These days, it’s common to see people listing their preferred pronouns on everything from email signatures to Twitter bios. But what about your resume? Will listing pronouns affect your chances of getting an interview?

We surveyed 1,000 hiring managers to find out if seeing pronouns on an applicant’s resume affects their decision to interview the applicant.

The results:

  • More than one-third of hiring managers are more likely to interview applicants who list their pronouns
  • Around half say listing pronouns does not influence their decision one way or the other
  • However, close to 1 in 6 say listing pronouns will make them less likely to interview the candidate
  • 41% of hiring managers say pronouns are at least ‘somewhat’ of an issue in the workplace

Over One-Third of Hiring Managers More Likely to Interview Applicants Who List Pronouns on Resume

When a candidate lists she/her or he/him pronouns, 38% of hiring managers say this makes them more likely to interview the individual. Additionally, 33% of hiring managers say they are more likely to interview candidates who list they/them pronouns.

“Pronouns have become much more common on LinkedIn and are gaining traction on resumes as well,” commented career consultant Stacie Haller. “It’s important for managers to quickly adapt to a changing environment that makes it increasingly more difficult to attract and retain talent in order to grow their organization.”

Diversity & Inclusion Drives Hiring Managers to Interview Those Who List Pronouns

Of this 33% who say they are more likely to interview applicants who list they/them pronouns, 56% say this is in order to meet diversity and inclusion initiatives in the workplace, 55% say they believe the candidate would mesh well with company culture, and 47% say they have a personal preference for people who state their pronouns.

Close to 1 in 6 Hiring Managers Less Likely to Interview Applicants Who List Pronouns on Resume

Although the majority of hiring managers either favor applicants putting pronouns on their resumes or are not affected either way, around 1 in 6 respondents said pronouns would be a negative factor when deciding to interview a candidate.

14% say they would be less likely to interview candidates who list she/her or he/him pronouns, while 16% would be less likely to interview candidates listing they/them pronouns.

Hiring Managers Express Fears of Cancel Culture and Wokeness

Of this 16%, 44% attribute this decreased likelihood to concerns with cancel culture in the workplace, 42% have concerns about “wokeness” in the workplace, 40% believe the candidate would not mesh well with company culture, 29% have a personal aversion to stating pronouns, and 29% also have a personal aversion to using they/them pronouns.

“For those managers who do see it as a negative, the concerns are regarding their company culture and their own political beliefs or aversions, which are most likely stemming from a lack of understanding of how to integrate pronoun usage into their existing culture,” continued Haller.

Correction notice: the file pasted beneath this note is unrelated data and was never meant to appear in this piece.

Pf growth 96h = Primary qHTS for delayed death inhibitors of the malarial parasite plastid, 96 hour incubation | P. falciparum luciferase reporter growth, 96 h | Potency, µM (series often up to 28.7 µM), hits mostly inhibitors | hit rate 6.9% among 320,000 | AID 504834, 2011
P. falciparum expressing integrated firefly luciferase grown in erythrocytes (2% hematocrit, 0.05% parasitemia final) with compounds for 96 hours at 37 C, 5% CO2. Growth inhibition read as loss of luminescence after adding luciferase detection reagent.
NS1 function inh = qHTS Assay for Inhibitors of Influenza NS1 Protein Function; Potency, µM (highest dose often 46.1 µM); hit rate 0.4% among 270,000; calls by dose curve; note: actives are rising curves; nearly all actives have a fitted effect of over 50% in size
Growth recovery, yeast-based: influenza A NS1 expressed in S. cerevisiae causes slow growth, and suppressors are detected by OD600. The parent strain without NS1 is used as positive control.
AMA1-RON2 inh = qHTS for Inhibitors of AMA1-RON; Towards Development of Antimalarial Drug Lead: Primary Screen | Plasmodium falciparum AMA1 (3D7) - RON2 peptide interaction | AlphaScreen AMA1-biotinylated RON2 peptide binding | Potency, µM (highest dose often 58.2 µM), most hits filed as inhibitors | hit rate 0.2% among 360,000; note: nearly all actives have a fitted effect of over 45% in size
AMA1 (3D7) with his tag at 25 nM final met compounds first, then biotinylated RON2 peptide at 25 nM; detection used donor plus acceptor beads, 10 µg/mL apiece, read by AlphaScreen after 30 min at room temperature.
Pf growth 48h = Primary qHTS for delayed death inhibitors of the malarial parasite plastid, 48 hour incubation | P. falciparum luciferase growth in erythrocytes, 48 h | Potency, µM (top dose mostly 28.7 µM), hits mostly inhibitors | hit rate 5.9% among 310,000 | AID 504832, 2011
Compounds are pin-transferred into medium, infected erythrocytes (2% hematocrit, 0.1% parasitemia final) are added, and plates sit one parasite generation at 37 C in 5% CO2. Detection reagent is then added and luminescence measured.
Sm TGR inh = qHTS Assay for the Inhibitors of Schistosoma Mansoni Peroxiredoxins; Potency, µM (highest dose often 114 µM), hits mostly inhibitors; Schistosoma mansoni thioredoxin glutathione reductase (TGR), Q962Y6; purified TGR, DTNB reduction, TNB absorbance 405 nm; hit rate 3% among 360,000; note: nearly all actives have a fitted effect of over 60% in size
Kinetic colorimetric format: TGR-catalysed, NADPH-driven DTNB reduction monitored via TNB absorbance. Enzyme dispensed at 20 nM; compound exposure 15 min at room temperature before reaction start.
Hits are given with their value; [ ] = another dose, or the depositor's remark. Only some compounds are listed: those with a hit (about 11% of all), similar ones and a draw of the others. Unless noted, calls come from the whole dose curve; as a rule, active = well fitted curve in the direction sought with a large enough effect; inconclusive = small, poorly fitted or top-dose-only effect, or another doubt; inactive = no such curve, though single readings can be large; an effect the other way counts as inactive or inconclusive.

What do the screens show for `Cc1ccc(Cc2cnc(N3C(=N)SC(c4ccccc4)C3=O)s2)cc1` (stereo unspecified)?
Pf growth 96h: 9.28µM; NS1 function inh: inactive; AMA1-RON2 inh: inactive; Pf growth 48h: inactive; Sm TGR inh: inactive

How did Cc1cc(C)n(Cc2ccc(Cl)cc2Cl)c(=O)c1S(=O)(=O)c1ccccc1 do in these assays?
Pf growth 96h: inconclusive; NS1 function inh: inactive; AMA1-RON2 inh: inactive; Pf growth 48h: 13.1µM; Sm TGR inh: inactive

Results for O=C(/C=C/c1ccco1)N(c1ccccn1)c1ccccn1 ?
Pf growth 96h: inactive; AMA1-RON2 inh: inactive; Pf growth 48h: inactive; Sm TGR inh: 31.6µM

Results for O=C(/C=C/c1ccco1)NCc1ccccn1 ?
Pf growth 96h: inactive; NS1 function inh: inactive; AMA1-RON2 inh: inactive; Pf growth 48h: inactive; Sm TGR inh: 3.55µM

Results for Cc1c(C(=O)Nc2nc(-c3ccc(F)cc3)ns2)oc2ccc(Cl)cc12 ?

“From a candidate perspective, if the company’s managers hold these beliefs, it’s in the best interest of the candidate not to pursue opportunities there, as clearly there is not a good cultural fit,” she said.

Write-in responses to this question included statements such as, “Not professional to put on a resume” and “Don’t even want to put myself in a position where I accidentally use the wrong pronoun”.

Additionally, 58% of hiring managers say that they know of other hiring managers who are less likely to interview applicants who include pronouns on their resumes.

4 in 10 Hiring Managers Say Pronouns Present Issues in the Workplace

Despite the growing popularity of stating pronouns in the workplace, 29% of hiring managers say pronouns present ‘somewhat’ of an issue in the workplace, while 12% say they are a ‘major’ issue. Of this group, write-in responses included sentiments such as:

  • “It’s a touchy subject”
  • “I think it leads to discrimination”
  • “People not working as a team”
  • “Some management makes it an issue when it should really be about the skills of the individual”
  • “It’s caused arguments during meetings”
  • “Bigotry and name calling”

Many Applicants Include Pronouns on Their Resumes

Despite these issues, it would seem that many job applicants are already including their pronouns on their resumes. When asked how often they review resumes with pronouns listed, 41% of hiring managers said ‘somewhat’ often while 33% said ‘very’ often.

“The use of pronouns as a hiring measure, or not integrating pronouns well within their own company culture, will only leave some organizations lacking the ability to attract all the top talent that they seek to hire and will only serve to reduce their candidate pool,” advised Haller.

While there’s no doubt that pronoun use in the workplace will continue to be a hotly debated topic, based on survey data, the vast majority of hiring managers are either unaffected or positively inclined toward applicants including pronouns on their resumes.


This survey was commissioned by and conducted online by the survey platform Pollfish from October 5 to October 6, 2022. In total, 1,000 participants in the U.S. were surveyed. All participants had to pass through demographic filters to ensure they were age 18 or older, currently employed for wages or self-employed, and directly manage at least 50% of the hiring at their workplace. For full survey results, please contact [email protected].